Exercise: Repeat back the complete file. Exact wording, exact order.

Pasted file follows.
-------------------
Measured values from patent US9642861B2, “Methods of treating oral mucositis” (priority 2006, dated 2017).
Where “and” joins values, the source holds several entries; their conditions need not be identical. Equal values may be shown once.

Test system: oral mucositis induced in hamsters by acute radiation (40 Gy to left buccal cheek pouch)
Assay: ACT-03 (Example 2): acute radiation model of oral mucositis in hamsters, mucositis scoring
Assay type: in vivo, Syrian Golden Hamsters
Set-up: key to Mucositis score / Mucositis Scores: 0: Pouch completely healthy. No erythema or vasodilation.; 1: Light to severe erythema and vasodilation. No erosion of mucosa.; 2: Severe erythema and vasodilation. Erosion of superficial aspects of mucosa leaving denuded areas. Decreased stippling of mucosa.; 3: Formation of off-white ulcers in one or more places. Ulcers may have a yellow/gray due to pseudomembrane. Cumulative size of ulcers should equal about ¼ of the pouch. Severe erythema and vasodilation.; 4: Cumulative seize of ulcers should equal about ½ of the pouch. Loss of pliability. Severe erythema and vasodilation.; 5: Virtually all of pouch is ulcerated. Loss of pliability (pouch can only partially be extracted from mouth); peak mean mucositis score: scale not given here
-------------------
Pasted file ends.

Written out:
Measured values from patent US9642861B2, “Methods of treating oral mucositis” (priority 2006, dated 2017).
Where “and” joins values, the source holds several entries; their conditions need not be identical. Equal values may be shown once.

Test system: oral mucositis induced in hamsters by acute radiation (40 Gy to left buccal cheek pouch)
Assay: ACT-03 (Example 2): acute radiation model of oral mucositis in hamsters, mucositis scoring
Assay type: in vivo, Syrian Golden Hamsters
Set-up: key to Mucositis score / Mucositis Scores: 0: Pouch completely healthy. No erythema or vasodilation.; 1: Light to severe erythema and vasodilation. No erosion of mucosa.; 2: Severe erythema and vasodilation. Erosion of superficial aspects of mucosa leaving denuded areas. Decreased stippling of mucosa.; 3: Formation of off-white ulcers in one or more places. Ulcers may have a yellow/gray due to pseudomembrane. Cumulative size of ulcers should equal about ¼ of the pouch. Severe erythema and vasodilation.; 4: Cumulative seize of ulcers should equal about ½ of the pouch. Loss of pliability. Severe erythema and vasodilation.; 5: Virtually all of pouch is ulcerated. Loss of pliability (pouch can only partially be extracted from mouth); peak mean mucositis score: scale not given here